Robert Meyer
Health insurance reform: socialism American-style
By Robert Meyer
September 17, 2009

One of the drawbacks of the current health care debate is that this issue is debated in terms of facts (which side is dishonest or misinformed about provisions of pending health care bills), rather than in reference to ideas (is universal health care a proper obligation of government).

In a 1961 address, Ronald Reagan stated: "Back in 1927 an American socialist, Norman Thomas, six times candidate for president on the Socialist Party ticket, said the American people would never vote for socialism. But he said under the name of liberalism the American people will adopt every fragment of the socialist program. One of the traditional methods of imposing statism or socialism on a people has been by way of medicine. It's very easy to disguise a medical program as a humanitarian project. Most people are a little reluctant to oppose anything that suggests medical care for people who possibly can't afford it."

Even though Reagan was speaking about early proposals for Medicare, he is largely correct in principle. Anyone who asserts that universal health care is a human right has become fully immersed in the dogma of entitlement. Reagan later gave a speech where he commented on the paradox of a survey he studied. The survey indicated that young people in greater numbers want government to stay out of their personal lives, while at the same time believe that things such as health care, mass transit, providing "living wages," must all be objectives of government regulation. So you have a Libertarian/Socialist dialectic.

This idea is so pervasive that it has resulted in a perversion of Christianity, where Jesus is now the consummate socialist, in spite of the fact that Christ never enlisted the state to enforce the provisions in the Sermon on the Mount. The newly added beatitude is "Blessed are the politicians who support universal healthcare, for they shall be called the compassionate." The reinvention of the Good Samaritan becomes one who cheerfully pays more taxes so that the government can create a program assisting those left for dead by the side of the road.

The results here are obvious. We have lost an understanding about the nature and purpose of charity and personal responsibility. We have made charity an entitlement, and we have given to the state powers it was never designed to wield, so that we can obfuscate our own personal responsibility. We can boldly proclaim that "I gave at the office," when someone in need encounters us with personal wants. With regard to responsibility, we are more inclined toward indifference if we think someone else will pay the freight, or is legally obligated to care for us through government levy.

A perfect example of this is the opening scene in the classic movie, "A Christmas Carol," staring Alistair Sims as Ebenezer Scrooge. In the scene, two men come to Scrooge's business office seeking donations to purchase food for the poor at Christmas time. Scrooge declines to give any money for the cause, and sarcastically asks the two solicitors if the debtor's prisons and sweatshops are still in operation. Scrooge then pointedly tells the two fund-raisers that he helps to support the named two organizations via his taxes, and anyone not well off must go there if they are in need of refuge. Scrooge is regarded as the consummate, greedy capitalist, yet his solution was to rely on the apparatus of socialism. Instead of taking personal responsibility for helping those in need, he chose to farm it off to a faceless social institution.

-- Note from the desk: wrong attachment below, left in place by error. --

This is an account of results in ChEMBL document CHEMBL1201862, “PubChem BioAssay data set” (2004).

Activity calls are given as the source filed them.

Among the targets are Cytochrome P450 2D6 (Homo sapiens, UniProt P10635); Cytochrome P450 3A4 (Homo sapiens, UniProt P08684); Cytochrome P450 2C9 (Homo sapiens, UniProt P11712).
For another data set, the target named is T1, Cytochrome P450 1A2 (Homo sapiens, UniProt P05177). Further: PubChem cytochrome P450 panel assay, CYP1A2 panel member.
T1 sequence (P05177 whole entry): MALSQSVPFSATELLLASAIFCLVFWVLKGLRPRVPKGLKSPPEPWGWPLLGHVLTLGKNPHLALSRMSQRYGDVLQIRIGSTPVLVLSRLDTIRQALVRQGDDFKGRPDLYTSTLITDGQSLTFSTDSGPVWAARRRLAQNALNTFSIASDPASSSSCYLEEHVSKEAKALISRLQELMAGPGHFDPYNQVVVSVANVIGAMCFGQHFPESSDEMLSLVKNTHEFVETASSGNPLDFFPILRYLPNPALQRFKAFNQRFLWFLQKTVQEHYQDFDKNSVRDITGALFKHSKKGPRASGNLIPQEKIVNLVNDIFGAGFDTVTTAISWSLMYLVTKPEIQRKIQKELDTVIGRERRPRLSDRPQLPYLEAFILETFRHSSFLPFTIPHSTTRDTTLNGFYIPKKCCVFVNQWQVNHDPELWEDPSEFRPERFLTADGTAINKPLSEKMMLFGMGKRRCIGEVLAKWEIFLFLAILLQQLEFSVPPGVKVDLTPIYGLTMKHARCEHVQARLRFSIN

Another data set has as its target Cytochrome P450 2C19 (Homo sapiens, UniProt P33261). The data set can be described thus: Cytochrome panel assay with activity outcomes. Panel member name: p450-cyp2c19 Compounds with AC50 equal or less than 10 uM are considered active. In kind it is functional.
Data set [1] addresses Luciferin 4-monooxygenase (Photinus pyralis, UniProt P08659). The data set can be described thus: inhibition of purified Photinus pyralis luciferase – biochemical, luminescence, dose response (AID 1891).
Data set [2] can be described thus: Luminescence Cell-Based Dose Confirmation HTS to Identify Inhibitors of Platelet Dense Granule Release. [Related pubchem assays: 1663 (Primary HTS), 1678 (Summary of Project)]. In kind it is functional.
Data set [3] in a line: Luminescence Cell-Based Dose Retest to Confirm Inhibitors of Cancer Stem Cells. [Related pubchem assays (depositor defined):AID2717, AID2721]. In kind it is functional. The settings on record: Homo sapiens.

The other question besides the charity/entitlement dilemma, is the question of government power and obligation. Let's rely on our founders to guide us.

"If Congress can do whatever in their discretion can be done by money, and will promote the General Welfare, the Government is no longer a limited one, possessing enumerated powers, but an indefinite one...." — James Madison

"I can find no warrant for such an appropriation in the Constitution, and I do not believe that the power and duty of the General Government ought to be extended to the relief of individual suffering which is in no manner properly related to the public service or benefit." — President Grover Cleveland vetoing a bill for charity relief (18 Congressional Record 1875 [1877]

James Madison, the Father of the Constitution, elaborated upon this limitation in a letter to James Robertson:

"With respect to the two words "general welfare," I have always regarded them as qualified by the detail of powers connected with them. To take them in a literal and unlimited sense would be a metamorphosis of the Constitution into a character which there is a host of proofs was not contemplated by its creators..."

"Congress has not unlimited powers to provide for the general welfare, but only those specifically enumerated." — Thomas Jefferson, Letter to Albert Gallatin, 1817.

The sad fact is that the amateur constitutional scholars we find daily in our editorial pages, insist that terms like "general welfare" and 'common good," are clarion calls for the legitimacy of government run health care.

Too few are asking whether government should be involved in health care at all. Not only is there no constitutional mandate for it, but the federal government has habitually mismanaged programs it already operates.

Centuries ago, Socrates proffered that the unexamined life isn't worth living. I think we should have learned that the unexamined health care bill isn't worth passing.

© Robert Meyer


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Robert Meyer

Robert Meyer is a hardy soul who hails from the Cheesehead country of the upper midwest... (more)


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